Vividness and emotionality ratings

Participants rated the vividness of their memory for the video on a visual analog scale from 0 (not at all vivid) to 10 (extremely vivid). They also rated the emotionality of their memory for the video on a scale from 0 (extremely negative) to 10 (extremely positive).

Eye-movement task

The eye-movement and control tasks were identical to those used by Houben et al. (2018). Participants were asked to sit 30 cm away from a computer screen. In the eye-movement condition, participants viewed a gray dot that moved horizontally from left to right in 1-second cycles. This happened for 24 seconds, followed by a 10 second interstimulus interval, and this sequence repeated for four cycles. For the control condition, participants viewed a stationary gray dot in the center of the screen for 24 seconds, followed by a 10-second interstimulus interval, and this sequence repeated for four cycles. Both of these tasks were run on E-Prime. All participants were instructed to think about the video of the automobile accident and how they felt while watching the video.

Depressive symptoms

Participants’ depressive symptoms were assessed with the 21-item BDI-II. Participants selected a response among options for each of the 21 items, and the possible range of scores was from 0 to 63.

Anxiety symptoms

Participants’ anxiety symptoms were assessed with the 21-item BAI. Participants selected a response among options for each of the 21 items, and the possible range of scores was from 0 to 63.

Procedure

After providing informed consent, participants completed the BDI-II and BAI. Participants were then told that they will see a video of a violent car crash. They were instructed to view the video carefully, as if they were eyewitnesses. After the video, participants completed ratings for vividness and emotionality. Next, participants were assigned to complete either the eye-movement task or the control task. After the eye-movement or control task, participants rated vividness and emotionality of their memory for the video again. Participants then completed a 5-minute filler task. Next, participants read the postevent narrative. After completing another filler task for 5 minutes, participants completed the recognition test. Finally, participants were debriefed. Participants were run individually, and each session took around 30 minutes.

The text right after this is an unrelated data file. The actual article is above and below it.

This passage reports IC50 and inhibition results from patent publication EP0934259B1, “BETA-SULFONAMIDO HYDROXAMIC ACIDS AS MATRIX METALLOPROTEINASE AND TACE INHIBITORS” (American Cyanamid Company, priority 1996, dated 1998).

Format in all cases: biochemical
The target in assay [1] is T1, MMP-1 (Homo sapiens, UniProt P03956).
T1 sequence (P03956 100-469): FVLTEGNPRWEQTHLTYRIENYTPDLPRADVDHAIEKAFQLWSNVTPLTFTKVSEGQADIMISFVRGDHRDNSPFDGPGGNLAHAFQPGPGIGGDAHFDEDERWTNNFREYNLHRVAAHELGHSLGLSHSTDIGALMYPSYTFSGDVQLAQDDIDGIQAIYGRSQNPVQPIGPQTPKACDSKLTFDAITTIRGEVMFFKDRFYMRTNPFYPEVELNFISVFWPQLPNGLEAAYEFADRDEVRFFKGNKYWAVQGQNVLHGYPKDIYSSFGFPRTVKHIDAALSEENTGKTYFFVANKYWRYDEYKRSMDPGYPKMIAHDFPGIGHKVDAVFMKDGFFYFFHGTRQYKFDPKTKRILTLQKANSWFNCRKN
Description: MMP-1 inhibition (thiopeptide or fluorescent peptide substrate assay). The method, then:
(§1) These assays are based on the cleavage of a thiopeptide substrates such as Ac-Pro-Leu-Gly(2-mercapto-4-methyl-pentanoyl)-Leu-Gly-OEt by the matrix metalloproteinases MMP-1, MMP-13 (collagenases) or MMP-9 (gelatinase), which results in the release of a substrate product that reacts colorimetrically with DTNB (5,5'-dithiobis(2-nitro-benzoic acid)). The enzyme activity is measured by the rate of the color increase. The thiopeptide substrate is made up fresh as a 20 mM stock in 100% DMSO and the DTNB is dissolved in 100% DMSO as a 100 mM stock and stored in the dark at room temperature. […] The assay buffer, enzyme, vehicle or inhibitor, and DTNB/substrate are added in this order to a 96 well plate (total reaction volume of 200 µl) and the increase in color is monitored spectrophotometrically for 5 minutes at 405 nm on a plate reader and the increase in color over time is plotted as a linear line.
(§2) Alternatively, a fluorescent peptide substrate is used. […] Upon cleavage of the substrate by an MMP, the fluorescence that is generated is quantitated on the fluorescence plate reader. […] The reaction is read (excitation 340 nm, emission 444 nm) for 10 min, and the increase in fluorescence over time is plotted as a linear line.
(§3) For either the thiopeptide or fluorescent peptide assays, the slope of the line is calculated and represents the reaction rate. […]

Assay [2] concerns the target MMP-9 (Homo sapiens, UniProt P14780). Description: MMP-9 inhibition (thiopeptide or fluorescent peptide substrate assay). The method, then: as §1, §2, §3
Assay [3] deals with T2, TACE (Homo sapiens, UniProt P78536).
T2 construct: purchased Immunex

Eye movement desensitization and reprocessing (EMDR) is a fairly new, nontraditional type of psychotherapy. It’s growing in popularity, particularly for treating post-traumatic stress disorder (PTSD). PTSD often occurs after experiences such as military combat, physical assault, rape, or car accidents.

Although research continues, EMDR remains controversial among some health care professionals.

At first glance, EMDR appears to approach psychological issues in an unusual way. It does not rely on talk therapy or medications. Instead, EMDR uses a patient’s own rapid, rhythmic eye movements. These eye movements dampen the power of emotionally charged memories of past traumatic events.

What Can You Expect From EMDR?

An EMDR treatment session can last up to 90 minutes. Your therapist will move their fingers back and forth in front of your face and ask you to follow these hand motions with your eyes. At the same time, the EMDR therapist will have you recall a disturbing event. This will include the emotions and body sensations that go along with it.

Gradually, the therapist will guide you to shift your thoughts to more pleasant ones. Some therapists use alternatives to finger movements, such as hand or toe tapping or musical tones.

People who use the technique argue that EMDR can weaken the effect of negative emotions. Before and after each EMDR treatment, your therapist will ask you to rate your level of distress. The hope is that your disturbing memories will become less disabling.

Although most research into EMDR has examined its use in people with PTSD, EMDR is sometimes used experimentally to treat many other psychological problems. They include:

  • Panic attacks
  • Eating disorders
  • Addictions
  • Anxiety, such as discomfort with public speaking or dental procedures

How Effective Is EMDR?

More than 20,000 practitioners have been trained to use EMDR since psychologist Francine Shapiro developed the technique in 1989. While walking through the woods one day, Shapiro happened to notice that her own negative emotions lessened as her eyes darted from side to side. Then, she found the same positive effect in patients.

EMDR appears to be a safe therapy, with no negative side effects. Still, despite its increasing use, mental health practitioners debate EMDR’s effectiveness. Critics note that most EMDR studies have involved only small numbers of participants. Other researchers, though, have shown the treatment’s effectiveness in published reports that consolidated data from several studies.